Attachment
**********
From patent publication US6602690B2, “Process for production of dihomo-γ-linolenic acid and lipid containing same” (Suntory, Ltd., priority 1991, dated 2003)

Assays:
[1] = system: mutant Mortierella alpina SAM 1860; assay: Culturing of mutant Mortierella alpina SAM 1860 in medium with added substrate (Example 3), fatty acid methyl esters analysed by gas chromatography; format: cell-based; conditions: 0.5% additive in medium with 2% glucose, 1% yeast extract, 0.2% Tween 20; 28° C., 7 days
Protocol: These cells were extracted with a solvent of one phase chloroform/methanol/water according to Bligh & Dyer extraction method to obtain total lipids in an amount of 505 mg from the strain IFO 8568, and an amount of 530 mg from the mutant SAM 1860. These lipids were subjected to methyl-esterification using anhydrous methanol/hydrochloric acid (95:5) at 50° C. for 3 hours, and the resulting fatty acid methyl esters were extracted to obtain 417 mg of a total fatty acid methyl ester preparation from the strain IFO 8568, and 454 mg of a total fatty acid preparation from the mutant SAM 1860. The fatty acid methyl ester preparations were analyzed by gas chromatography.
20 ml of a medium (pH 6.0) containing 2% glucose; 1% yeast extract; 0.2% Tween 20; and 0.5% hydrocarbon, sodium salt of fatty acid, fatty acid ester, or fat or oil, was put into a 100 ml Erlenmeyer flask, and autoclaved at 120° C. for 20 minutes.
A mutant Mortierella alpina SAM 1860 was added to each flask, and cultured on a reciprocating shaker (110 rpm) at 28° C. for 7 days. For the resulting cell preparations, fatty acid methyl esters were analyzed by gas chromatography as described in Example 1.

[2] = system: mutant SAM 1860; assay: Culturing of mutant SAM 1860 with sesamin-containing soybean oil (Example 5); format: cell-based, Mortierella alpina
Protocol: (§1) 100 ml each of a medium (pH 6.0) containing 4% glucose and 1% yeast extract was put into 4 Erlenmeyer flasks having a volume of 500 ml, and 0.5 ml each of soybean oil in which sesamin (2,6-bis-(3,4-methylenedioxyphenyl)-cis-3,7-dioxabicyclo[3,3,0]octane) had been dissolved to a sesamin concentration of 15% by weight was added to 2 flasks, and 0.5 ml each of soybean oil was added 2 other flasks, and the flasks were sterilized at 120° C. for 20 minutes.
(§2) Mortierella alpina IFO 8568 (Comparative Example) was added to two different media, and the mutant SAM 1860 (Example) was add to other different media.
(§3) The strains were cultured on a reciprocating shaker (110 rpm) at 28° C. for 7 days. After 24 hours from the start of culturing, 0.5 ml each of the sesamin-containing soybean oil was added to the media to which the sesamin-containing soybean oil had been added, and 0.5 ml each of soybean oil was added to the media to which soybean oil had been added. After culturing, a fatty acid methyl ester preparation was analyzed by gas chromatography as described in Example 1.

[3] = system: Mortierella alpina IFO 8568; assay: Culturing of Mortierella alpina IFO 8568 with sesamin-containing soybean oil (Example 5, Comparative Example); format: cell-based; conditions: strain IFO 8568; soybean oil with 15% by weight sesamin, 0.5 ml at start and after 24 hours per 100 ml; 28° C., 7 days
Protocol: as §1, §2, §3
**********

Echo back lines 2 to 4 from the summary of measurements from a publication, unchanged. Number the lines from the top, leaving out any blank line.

Assays:
[1] = system: mutant Mortierella alpina SAM 1860; assay: Culturing of mutant Mortierella alpina SAM 1860 in medium with added substrate (Example 3), fatty acid methyl esters analysed by gas chromatography; format: cell-based; conditions: 0.5% additive in medium with 2% glucose, 1% yeast extract, 0.2% Tween 20; 28° C., 7 days
Protocol: These cells were extracted with a solvent of one phase chloroform/methanol/water according to Bligh & Dyer extraction method to obtain total lipids in an amount of 505 mg from the strain IFO 8568, and an amount of 530 mg from the mutant SAM 1860. These lipids were subjected to methyl-esterification using anhydrous methanol/hydrochloric acid (95:5) at 50° C. for 3 hours, and the resulting fatty acid methyl esters were extracted to obtain 417 mg of a total fatty acid methyl ester preparation from the strain IFO 8568, and 454 mg of a total fatty acid preparation from the mutant SAM 1860. The fatty acid methyl ester preparations were analyzed by gas chromatography.